45 Examples of Conflicts of Interest University enters into a contract with a vendor owned by a board member to perform/provide a service University hires an employee who is a relative or business associate of a board member or key employee A development services officer recommends use of a software system and is later asked to serve on the developers advisory board, which meets twice a year in Hawaii for 10 days at a time A legislator with influence over the Universitys budget allocation/appropriation seeks a government relations director's help getting his daughter admitted into a selective program from which she has been initially rejected 45

46 Potential Outcomes When Conflicts Are Not Properly Monitored Loss of public confidence Damaged reputation Issue raises a signal for interested parties to dig deeper into the Organization and increases scrutiny and skepticism No impact on the University The Universitys resources are not properly and effectively utilized Undue benefit to an individual occurs with a corresponding detriment to the University Recent case in New York resulted in the Attorney General levying a $5.5M fine on the Organization, $1M of which was required to be paid by the conflicted Board Members 46

47 Addressing Conflicts of Interest Not one catch all solution Build awareness of importance within your Organization Educate your Board Members and key employees on the importance of this topic Find a champion with influence on the Board to help make it a push from the top Consider adding as a responsibility of the Audit Committee (or equivalent) Examine the adequacy of your existing policy Is it broad enough to cover the appropriate situations and transactions? Examine and assess the enforcement of the policy 47

48 Addressing Conflicts of Interest Enhancing Your Policy Start with a template & compare to existing policy Determine how robust your policy needs to be Type of support your Organization receives Number of users of your Organizations services Resources Focus on enforcement of the policy and ensuring that the appropriate amount of diligence is exercised when the conflicts are identified Some Organizations may consider this an area to include in their Internal Audit cycle 48

49 Addressing Conflicts of Interest Examine the adequacy of your policy Key components of a policy Tailored for your Organization Stipulates how transactions are dealt with/approved when a conflict is present Stipulates who it applies to States employees/board members fiduciary duty to disclose Corrective action if policy is violated Periodically reassess 49

50 Tools and Resources National Council of Nonprofits AICPA non-profit Audit Committee Toolkit government/resources/notforprofitresourcecenter/pages /aicpanot-for- profitauditcommitteetoolkitdownloads.aspx government/resources/notforprofitresourcecenter/pages /aicpanot-for- profitauditcommitteetoolkitdownloads.aspx 50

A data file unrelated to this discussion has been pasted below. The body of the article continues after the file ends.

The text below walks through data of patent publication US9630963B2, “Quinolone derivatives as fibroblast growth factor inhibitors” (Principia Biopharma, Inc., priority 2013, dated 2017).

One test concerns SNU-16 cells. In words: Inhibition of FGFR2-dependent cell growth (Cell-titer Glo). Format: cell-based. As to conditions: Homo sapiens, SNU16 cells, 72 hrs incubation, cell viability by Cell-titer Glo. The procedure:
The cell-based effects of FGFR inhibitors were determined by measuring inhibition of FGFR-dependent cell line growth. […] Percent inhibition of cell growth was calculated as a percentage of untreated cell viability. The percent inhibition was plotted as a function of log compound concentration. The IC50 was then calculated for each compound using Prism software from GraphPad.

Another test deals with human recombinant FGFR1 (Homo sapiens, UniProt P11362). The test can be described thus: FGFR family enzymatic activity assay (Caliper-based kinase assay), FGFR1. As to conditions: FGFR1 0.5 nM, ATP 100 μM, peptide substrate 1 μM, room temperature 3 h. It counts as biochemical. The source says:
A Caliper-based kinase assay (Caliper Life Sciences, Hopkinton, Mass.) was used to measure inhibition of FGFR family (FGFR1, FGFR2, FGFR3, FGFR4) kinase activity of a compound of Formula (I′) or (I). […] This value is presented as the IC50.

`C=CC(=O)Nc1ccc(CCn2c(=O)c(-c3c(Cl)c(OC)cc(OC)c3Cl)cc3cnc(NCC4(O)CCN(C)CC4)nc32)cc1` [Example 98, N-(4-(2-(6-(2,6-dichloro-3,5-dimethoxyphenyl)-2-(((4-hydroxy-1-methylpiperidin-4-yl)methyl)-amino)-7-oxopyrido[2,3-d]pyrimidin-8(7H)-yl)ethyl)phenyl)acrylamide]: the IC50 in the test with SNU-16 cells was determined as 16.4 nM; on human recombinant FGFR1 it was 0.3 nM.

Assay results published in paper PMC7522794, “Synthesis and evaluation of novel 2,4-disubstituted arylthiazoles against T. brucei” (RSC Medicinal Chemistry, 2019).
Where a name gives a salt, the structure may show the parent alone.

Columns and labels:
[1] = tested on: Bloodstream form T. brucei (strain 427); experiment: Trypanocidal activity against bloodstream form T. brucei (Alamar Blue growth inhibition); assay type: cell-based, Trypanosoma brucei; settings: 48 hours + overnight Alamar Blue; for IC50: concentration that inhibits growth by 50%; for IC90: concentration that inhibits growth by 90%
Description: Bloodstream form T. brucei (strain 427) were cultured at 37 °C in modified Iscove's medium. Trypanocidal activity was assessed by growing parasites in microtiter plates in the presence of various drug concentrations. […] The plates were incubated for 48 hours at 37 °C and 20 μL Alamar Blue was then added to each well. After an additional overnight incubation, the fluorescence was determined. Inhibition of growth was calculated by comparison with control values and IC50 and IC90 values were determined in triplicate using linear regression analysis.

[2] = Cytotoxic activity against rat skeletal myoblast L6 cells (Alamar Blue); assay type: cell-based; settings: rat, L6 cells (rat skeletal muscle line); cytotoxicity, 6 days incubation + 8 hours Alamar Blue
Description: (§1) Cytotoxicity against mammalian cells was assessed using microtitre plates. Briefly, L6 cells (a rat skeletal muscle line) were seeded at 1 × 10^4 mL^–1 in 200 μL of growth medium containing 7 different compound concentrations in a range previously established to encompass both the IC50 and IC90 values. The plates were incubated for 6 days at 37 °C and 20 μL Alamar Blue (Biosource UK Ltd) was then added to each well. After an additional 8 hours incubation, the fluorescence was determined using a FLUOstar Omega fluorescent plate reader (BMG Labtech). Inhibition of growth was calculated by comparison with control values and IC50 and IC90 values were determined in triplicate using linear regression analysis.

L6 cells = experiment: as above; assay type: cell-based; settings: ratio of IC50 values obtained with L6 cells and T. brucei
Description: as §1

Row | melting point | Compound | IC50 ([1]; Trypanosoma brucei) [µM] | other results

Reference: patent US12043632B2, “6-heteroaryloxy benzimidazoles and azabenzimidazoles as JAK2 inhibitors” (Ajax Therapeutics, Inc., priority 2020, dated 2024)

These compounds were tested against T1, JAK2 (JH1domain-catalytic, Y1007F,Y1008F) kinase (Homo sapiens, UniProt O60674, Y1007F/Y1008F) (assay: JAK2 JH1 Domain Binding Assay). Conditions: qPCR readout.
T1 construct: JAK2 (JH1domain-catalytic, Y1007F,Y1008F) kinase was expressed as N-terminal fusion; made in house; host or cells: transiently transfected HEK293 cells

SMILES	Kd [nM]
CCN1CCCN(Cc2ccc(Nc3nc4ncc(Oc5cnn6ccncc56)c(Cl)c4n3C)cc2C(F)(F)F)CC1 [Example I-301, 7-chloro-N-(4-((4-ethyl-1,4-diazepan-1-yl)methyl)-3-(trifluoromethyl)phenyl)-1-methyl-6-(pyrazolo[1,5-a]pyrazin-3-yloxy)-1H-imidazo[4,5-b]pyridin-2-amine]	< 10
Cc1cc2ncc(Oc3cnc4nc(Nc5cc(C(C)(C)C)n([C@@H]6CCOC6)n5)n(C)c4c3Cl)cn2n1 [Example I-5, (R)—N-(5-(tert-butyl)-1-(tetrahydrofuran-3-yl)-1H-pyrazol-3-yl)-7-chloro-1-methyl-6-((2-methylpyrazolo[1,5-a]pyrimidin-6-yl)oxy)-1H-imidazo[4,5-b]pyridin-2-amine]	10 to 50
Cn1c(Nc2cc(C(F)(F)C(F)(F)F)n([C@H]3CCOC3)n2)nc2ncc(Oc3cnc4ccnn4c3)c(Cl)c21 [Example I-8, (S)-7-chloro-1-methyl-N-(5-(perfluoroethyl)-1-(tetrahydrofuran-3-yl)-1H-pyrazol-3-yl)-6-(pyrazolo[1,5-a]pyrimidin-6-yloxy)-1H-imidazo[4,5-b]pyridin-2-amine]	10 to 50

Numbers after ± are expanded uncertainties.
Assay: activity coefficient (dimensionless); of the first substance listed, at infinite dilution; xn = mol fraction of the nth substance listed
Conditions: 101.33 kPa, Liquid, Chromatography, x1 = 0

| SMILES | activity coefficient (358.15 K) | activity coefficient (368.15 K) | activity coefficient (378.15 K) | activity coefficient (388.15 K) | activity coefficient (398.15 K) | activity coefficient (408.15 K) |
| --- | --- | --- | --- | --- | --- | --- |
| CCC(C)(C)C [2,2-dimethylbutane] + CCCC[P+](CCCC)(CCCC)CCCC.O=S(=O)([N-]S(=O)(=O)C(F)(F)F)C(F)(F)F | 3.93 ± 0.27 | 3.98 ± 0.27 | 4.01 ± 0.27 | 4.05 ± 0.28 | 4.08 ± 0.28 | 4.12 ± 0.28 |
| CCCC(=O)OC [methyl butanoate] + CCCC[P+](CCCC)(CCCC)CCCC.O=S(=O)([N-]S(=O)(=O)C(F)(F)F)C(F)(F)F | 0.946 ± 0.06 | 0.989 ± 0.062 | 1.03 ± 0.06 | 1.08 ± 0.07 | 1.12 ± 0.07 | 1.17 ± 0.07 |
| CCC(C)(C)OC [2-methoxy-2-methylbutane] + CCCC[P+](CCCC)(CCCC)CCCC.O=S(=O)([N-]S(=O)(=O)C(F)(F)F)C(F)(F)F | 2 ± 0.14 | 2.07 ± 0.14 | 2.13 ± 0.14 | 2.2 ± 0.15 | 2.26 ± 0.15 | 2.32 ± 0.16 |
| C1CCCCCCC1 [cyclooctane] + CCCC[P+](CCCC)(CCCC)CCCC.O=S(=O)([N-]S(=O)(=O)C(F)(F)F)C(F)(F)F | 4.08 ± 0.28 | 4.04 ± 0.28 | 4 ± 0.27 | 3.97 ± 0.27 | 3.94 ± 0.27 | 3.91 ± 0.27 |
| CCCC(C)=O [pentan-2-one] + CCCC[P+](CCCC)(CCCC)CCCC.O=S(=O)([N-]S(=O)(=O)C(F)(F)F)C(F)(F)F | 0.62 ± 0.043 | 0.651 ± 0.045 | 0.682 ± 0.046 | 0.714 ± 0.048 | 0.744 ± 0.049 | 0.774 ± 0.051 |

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52 You are on the procurement selection committee to evaluate contractors for construction of new student recreation center Your superiors have advised you that the contractor that is owned by the current chairman of the board of directors would be the best selection What do you do?

53 THREATSSAFEGUARDS

54 You are the VP of Finance & Administration at a Private University Of your many responsibilities, you are tasked with reviewing and approving the Presidents periodic expense reports. Your President is: A well respected luminary, and sets the proper tone at the top in the organization Heavily involved in development & fundraising Not so keen on tedious, low value-added tasks Responsible for determining your compensation

55 Your President turns in an expense that appears to be personal in nature, may include spousal benefits, and has little to no documentation.

56 THREATSSAFEGUARDS

57 GIFTSAFEGUARDSCONCLUSION Dinner with Auditors at CACUBO workshop Tickets to Royals Home-Opener Season Tickets to the Chiefs Trip to Hawaii, all expenses paid Golf T-Shirt & 1 dozen Titleist Pro-VIs with vendor logo Payment for a foursome that includes you and the vendor

58 Example 1 Organization needs to hire a marketing & promotions firm to assist with the public outreach of a new program service Costs paid to the firm are expected to exceed $100,000 in the first year of the contract Organization has a $5,000,000 annual operating budget Organization hires Firm ABC to provide the service Firm ABC is wholly owned by a member of the Organizations Board of Directors Member makes substantial annual contributions to the Organization Organization obtained 3 competitive bids for the contract Firm ABC was not the lowest priced but had the best credentials and work plan to execute the contract Board approved the contract prior to any exchange of compensation Conflicted board member recused from decision 58

59 Example 2 Organization needs to hire a marketing & promotions firm to assist with the public outreach of a new program service Costs are expected to exceed $100,000 in the first year of the contract Organization has a $5,000,000 annual operating budget Organization hires Firm ABC to provide the service Firm ABC is wholly owned by a member of the Organizations Board of Directors Member makes substantial annual contributions to the Organization Organization obtained 3 competitive bids for the contract Firm ABC was not the lowest priced; other vendors had similar credentials and work plan Contract is funded by a Federal Grant 59